Prediction can be problematic as well because you may end up having less or more of the product.

However, the good thing is that the margin is not great enough to damage your business. The difference between overestimating sales and sales forecasting is that the latter is based on real numbers while the former is done without any research.

No Emergency Fund

An emergency fund is your rock to hold on to when you find yourself slipping into an abyss. Anything can happen in the future, from human error to natural disasters.

Unforeseen circumstances can damage your business in a way that you may not be able to get out of the hole unless you have enough capital to get your business back on its feet. A loan is an option in that scenario but you first need to find out if you are eligible for a loan when burdened with losses. A SBA loan payment calculator can give you an estimate to get your business up and running again. A better option than a loan is to have an emergency fund.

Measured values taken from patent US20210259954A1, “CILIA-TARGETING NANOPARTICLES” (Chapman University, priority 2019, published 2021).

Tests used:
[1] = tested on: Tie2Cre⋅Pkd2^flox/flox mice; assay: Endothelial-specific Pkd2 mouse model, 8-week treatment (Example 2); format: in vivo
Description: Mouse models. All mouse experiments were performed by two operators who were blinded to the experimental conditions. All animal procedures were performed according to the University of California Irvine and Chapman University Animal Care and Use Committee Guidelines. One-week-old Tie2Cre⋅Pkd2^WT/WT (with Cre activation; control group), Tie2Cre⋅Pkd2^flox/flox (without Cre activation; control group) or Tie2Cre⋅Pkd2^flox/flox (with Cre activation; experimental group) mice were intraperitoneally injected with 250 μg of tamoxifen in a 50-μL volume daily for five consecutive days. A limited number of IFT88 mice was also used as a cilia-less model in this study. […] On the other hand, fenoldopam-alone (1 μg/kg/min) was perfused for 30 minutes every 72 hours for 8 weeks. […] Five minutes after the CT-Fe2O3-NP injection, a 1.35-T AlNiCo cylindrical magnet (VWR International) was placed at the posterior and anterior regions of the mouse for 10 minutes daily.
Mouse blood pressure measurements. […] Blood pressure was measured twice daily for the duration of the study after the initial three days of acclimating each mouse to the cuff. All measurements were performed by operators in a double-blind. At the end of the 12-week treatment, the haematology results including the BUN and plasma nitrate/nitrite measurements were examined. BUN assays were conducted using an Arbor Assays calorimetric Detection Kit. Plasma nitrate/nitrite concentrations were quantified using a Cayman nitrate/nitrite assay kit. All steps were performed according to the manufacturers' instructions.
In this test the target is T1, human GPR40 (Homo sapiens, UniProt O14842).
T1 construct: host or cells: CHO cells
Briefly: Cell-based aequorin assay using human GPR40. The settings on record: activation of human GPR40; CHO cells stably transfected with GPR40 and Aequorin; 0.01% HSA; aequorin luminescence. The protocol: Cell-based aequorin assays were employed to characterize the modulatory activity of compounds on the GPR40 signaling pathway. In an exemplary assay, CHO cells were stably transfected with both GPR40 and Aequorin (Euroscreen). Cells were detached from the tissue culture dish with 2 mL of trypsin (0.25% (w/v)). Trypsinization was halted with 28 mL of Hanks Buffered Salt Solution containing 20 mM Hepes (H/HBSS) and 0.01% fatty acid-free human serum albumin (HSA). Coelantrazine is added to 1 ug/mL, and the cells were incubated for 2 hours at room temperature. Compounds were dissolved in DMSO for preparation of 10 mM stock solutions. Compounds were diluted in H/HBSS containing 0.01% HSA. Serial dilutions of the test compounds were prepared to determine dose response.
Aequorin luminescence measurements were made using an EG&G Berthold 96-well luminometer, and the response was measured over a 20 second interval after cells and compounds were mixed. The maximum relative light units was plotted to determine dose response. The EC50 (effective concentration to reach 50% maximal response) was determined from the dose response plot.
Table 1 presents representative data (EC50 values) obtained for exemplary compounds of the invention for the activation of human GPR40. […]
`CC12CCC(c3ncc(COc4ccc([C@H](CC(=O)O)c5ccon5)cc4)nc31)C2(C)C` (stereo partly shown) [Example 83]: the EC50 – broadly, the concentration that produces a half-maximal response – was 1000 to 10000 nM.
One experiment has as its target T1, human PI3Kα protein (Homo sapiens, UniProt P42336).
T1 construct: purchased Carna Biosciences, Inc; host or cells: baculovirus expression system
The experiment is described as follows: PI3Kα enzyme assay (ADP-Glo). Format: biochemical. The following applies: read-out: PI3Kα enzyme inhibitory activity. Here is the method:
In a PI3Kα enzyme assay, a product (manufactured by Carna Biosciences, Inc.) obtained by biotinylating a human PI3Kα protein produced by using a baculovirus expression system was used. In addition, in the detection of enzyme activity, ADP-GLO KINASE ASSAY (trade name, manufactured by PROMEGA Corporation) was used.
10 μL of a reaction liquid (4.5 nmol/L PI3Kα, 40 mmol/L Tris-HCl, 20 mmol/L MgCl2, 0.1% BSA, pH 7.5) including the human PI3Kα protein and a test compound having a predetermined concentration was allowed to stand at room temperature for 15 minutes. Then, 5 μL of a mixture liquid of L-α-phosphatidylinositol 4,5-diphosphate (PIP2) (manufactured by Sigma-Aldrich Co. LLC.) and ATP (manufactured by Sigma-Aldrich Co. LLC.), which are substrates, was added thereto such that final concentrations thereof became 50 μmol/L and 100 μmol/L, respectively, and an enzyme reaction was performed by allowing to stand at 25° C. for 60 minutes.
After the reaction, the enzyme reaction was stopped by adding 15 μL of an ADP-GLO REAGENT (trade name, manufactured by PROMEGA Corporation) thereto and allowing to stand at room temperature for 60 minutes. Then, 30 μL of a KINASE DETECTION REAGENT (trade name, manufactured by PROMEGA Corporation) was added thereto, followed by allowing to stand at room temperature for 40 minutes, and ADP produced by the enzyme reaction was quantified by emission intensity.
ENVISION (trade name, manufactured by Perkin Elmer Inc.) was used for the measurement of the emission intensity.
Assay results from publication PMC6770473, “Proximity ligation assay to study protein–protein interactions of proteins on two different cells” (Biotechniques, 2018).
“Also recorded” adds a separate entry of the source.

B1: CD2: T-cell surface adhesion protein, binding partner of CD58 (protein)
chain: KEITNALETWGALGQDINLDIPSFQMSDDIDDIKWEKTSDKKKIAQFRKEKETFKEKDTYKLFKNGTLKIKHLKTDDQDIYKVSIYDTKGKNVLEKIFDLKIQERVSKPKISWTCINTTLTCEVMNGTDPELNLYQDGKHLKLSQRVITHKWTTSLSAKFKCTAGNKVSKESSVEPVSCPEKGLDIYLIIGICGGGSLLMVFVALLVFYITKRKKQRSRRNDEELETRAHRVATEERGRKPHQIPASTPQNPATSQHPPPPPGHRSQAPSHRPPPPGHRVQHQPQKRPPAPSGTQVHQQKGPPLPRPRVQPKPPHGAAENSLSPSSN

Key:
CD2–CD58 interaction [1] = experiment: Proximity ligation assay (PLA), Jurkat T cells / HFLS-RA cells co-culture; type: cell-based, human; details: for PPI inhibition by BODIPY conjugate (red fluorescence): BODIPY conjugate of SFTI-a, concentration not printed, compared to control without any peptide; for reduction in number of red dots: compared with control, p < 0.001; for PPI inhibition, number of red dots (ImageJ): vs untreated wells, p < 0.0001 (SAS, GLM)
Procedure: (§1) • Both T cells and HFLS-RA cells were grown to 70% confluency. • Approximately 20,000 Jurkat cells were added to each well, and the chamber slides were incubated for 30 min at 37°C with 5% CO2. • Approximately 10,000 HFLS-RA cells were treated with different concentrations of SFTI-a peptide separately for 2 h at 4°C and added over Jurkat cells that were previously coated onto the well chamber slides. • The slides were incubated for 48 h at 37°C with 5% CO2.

Businesses make this mistake of not to create a fund for rainy days. It is not very difficult to set a specific amount for emergency fund every month or quarterly.

In case your business suffers a setback where immediate cash is required, you can utilize your emergency fund cash. You can also find some lenders that can offer you a loan on the basis of your emergency fund. Having an emergency fund will be a testament to your commitment to saving your business. Operating a business without a safety net for your cash flow is going to cause trouble sooner or later. Therefore, always be prepared and invest in creating a safety net for your business.

No Cash-Flow Budget

Your business definitely needs a cash flow budget to keep track of spending and receivables. Even if you are doing everything right but are not managing your cash flow statement you can find yourself at a loss.